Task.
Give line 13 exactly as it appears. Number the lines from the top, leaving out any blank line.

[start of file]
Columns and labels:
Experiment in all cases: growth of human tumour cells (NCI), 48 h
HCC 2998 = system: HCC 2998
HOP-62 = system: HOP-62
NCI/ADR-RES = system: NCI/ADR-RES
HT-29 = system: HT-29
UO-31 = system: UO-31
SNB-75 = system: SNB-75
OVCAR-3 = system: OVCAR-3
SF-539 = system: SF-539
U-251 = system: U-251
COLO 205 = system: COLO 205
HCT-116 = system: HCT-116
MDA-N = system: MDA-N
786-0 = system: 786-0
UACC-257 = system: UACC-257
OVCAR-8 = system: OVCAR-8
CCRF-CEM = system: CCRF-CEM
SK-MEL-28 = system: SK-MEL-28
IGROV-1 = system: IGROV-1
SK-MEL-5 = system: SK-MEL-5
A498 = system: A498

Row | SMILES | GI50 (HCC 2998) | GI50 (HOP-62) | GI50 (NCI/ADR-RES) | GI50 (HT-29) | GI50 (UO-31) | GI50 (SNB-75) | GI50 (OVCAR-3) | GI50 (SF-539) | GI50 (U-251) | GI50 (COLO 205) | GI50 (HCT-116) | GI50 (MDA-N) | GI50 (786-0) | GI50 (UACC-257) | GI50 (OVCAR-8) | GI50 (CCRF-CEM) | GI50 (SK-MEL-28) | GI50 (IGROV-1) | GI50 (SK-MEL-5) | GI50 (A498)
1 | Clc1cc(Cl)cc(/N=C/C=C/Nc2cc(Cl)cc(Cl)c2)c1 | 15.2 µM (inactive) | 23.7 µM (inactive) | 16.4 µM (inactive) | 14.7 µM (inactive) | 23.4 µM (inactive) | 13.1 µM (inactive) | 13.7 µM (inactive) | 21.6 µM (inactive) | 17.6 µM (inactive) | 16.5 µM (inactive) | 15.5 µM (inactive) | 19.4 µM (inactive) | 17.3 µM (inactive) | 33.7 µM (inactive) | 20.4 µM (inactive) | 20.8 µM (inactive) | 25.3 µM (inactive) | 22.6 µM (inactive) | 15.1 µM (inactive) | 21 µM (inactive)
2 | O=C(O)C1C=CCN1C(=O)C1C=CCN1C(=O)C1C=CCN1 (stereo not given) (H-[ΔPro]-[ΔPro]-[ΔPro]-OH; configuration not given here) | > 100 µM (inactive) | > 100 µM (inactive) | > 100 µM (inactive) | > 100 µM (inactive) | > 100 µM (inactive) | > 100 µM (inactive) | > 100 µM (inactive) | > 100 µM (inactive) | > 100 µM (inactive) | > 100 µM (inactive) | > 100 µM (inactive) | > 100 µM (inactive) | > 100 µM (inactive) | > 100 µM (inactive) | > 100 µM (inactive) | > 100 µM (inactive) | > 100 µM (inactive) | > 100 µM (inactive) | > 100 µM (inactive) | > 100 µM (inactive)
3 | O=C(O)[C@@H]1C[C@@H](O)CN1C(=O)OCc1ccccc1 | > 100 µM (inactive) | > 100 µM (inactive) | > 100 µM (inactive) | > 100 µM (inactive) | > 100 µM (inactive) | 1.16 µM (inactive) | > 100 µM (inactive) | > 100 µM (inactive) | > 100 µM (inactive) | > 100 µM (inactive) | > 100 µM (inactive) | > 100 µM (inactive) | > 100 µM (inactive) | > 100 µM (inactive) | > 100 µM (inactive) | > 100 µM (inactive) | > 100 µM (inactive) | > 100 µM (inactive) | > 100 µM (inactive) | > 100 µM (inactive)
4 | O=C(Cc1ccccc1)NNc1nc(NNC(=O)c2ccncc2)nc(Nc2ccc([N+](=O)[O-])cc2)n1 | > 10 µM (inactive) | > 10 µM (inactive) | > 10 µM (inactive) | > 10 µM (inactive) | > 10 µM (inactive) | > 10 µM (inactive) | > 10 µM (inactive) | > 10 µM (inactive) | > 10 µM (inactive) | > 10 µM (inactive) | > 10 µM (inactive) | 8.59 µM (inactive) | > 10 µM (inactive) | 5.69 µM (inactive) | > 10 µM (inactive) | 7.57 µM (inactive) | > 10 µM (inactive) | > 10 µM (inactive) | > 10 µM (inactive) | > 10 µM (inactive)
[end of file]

HCT-116 = system: HCT-116